The cover letter is one of the most underused job search tools. When used effectively, your cover letter can show the employer the person behind the resume, explain gaps or other problems, make a connection between your skills and the requirements of the position and convey passion for the job. Unfortunately, most job seekers do the absolute minimum when constructing their cover letters. Some cover letters are so bad, that they can actually damage your chances of getting the job. Here are some ways that you can annoy potential employers with your cover letter. Make sure that you avoid them:
Don’t send one. Even the strongest resume is ineffective on its own. You always need to send a cover letter. Your cover letter introduces your resume and helps the employer put it in context. Also, employers will often review cover letters to see if they can get any hints as to what you are like as a person.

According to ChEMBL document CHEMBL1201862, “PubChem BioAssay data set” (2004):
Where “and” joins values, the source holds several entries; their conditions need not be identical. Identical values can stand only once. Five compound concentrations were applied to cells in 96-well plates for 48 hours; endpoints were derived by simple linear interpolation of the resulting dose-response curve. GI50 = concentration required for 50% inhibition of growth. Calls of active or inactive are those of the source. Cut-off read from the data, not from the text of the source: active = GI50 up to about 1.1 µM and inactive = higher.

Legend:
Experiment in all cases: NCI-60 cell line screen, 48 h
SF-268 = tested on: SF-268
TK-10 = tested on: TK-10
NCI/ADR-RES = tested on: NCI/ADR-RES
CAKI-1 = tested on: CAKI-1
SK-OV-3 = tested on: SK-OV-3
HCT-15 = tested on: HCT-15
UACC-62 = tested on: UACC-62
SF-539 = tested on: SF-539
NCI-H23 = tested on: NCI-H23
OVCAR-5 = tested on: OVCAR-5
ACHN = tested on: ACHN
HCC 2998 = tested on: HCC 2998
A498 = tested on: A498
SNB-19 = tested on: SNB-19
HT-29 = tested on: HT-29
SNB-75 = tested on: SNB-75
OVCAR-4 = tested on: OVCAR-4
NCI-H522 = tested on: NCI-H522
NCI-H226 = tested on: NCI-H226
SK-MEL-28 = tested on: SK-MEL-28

Don’t proofread it. Sending a cover letter with spelling or grammatical errors is the height of sloppiness. It makes you look lazy and incompetent.
Don’t customize it for each position. Are you sending the same cover letter to twenty-five different employers? Do you think that you’re getting away with it. You’re not. When you don’t customize your cover letter, you end up including details that are irrelevant to the employer and you may miss points that are important. You lose the opportunity to show the employer how you are uniquely skilled for their particular position. Most employers will give mass cover letters the attention that they deserve.
Make it really long. Nobody has the time or the inclination to read rambling cover letters. Keep them brief, (three paragraphs max.) and provide a quick outline of your skills as they relate to the job.
Don’t follow the employer’s directions. Employers find it incredibly aggravating when applicants fail to follow simple instructions. Pay attention to what is written in the job advertisement and always apply according to the employer’s specifications.
Since employers are always looking for ways to screen through the hundreds of resumes that they receive for each available position, you never want to be the annoying applicant. When you are looking for a job, it is always a good idea to consider everything that you do from the employer’s perspective. If you were the manager, would you hire yourself?
(Written by: Karen Bivand)